- This guidance is for England, Scotland & Wales
The Business Protection from Misleading Marketing Regulations 2008 (BPRs) prohibit misleading business-to-business advertising and impose further restrictions on how businesses compare their products to rival products from other companies.
If you are selling to businesses the Regulations prohibit you from giving misleading information to the other business that would deceive that business and affect, or be likely to affect, its economic behaviour. You are also prohibited from giving misleading information that injures, or is likely to injure, a competitor.
The BPRs have a consumer equivalent: the Consumer Protection from Unfair Trading Regulations 2008 (CPRs); see 'Consumer protection from unfair trading' for more information.
It is useful to look at both sets of regulations as they are similar and there are elements in each that overlap. All references to the 'Regulations' below are to the BPRs unless specified.
What do the Regulations cover?
These Regulations deal mainly with the potential misleading of traders, although there are rules on comparative advertising that can be targeted both at traders and consumers.
Part 1 of the Regulations prohibits misleading advertising and also lays down strict guidelines for comparative advertising. It also ensures misleading advertising is not promoted by any code owner (namely a body responsible for a code of conduct).
Parts 2 and 3 deal with the criminal offences and defences, and the enforcement duty respectively.
What is prohibited?
Regulation 3 of the BPRs prohibit advertising that is misleading to traders. There are four main issues to take into account when deciding if the advertising is misleading:
- the product characteristics (13 in total, including availability, composition and specification)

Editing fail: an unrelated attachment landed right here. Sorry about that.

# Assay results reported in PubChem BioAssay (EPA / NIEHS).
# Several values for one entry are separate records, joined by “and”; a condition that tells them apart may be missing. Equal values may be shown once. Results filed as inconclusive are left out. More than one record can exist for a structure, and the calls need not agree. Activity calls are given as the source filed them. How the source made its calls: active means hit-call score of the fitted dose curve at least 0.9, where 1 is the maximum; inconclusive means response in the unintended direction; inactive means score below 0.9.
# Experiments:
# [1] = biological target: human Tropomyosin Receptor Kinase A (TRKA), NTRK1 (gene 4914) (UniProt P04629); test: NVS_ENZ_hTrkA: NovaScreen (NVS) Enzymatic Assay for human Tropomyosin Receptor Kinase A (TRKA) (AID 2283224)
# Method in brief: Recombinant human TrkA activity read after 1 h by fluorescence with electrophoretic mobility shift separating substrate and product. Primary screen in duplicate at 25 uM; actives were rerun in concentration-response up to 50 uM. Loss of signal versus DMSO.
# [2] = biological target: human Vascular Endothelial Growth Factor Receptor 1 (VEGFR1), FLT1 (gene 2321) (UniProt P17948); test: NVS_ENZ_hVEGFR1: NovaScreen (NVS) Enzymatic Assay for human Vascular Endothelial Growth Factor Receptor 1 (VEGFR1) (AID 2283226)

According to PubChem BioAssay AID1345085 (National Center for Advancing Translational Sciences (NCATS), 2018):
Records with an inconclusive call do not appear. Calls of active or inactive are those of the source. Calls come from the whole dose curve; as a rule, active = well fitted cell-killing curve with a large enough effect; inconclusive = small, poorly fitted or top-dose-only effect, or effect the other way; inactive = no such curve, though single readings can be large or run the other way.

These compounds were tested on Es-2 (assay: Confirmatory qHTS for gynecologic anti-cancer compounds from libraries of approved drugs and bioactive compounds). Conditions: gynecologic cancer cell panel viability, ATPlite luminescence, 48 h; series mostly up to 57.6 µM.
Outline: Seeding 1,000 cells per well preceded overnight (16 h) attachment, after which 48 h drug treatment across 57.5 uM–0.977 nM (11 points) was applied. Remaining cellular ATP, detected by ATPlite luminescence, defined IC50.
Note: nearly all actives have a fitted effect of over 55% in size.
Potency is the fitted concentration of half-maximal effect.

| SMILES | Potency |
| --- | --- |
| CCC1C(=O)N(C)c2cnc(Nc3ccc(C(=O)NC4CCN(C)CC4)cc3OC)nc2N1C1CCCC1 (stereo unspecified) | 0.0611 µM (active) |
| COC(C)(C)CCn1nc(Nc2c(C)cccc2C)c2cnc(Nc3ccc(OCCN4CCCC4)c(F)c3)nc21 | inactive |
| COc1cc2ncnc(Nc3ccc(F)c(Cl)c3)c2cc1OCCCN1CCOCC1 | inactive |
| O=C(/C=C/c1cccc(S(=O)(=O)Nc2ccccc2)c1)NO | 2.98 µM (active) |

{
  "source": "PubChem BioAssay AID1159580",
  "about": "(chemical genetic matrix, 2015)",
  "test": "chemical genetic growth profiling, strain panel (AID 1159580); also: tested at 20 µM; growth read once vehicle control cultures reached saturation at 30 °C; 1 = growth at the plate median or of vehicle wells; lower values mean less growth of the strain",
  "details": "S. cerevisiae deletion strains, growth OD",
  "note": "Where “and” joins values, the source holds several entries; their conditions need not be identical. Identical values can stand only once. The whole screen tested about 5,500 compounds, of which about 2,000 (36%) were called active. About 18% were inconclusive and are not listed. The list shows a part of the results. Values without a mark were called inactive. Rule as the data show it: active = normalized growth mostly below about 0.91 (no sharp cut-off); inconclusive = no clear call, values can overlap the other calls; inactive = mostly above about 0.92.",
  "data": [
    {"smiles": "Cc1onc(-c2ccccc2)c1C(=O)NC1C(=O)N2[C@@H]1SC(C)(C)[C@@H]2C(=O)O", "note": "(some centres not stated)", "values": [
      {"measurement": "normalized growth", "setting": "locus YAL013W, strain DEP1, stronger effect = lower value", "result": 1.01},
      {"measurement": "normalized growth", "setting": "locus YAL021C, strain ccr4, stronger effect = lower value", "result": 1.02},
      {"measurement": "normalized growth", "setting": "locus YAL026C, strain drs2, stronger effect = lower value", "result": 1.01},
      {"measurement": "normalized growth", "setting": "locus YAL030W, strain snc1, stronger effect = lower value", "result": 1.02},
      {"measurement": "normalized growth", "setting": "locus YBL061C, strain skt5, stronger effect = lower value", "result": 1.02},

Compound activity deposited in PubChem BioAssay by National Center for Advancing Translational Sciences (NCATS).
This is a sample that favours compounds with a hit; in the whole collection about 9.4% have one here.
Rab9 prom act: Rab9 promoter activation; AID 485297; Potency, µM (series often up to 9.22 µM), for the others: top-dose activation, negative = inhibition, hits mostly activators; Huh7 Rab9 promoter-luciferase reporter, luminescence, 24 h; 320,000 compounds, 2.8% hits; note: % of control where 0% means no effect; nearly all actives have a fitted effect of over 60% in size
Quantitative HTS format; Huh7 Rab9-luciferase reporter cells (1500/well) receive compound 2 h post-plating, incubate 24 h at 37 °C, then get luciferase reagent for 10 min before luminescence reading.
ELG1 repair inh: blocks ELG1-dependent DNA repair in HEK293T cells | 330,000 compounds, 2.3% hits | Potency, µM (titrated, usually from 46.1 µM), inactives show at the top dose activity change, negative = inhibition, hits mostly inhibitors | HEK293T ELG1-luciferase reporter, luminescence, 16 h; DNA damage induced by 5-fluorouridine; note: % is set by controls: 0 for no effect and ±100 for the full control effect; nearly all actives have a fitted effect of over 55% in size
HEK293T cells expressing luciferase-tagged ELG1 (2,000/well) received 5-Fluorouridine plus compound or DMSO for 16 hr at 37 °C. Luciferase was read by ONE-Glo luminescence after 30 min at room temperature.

- the price or manner in which the price is calculated
- the conditions on which the product is supplied or provided
- the nature, attributes and rights of the advertiser (five in total, including identity and assets)
Regulation 4 states that comparative advertising is permitted only when all of the following conditions of the advertisement are met:
- it is not misleading under the BPRs or the CPRs
- it compares products that meet the same needs or are intended for the same purpose
- it objectively compares one or more material, relevant, verifiable and representative feature(s) of those products (may include price)
- it does not create confusion among traders, either between the advertiser and competitor, or between trade marks (or similar) of products of the advertiser and those of a competitor
- it does not discredit, denigrate or take unfair advantage of a competitor's trade mark (or similar)
- for products with designation of origin, it relates in each case to products with the same designation
- it does not take unfair advantage of the reputation of a trade mark (or similar) of a competitor or of the designation of origin of competing products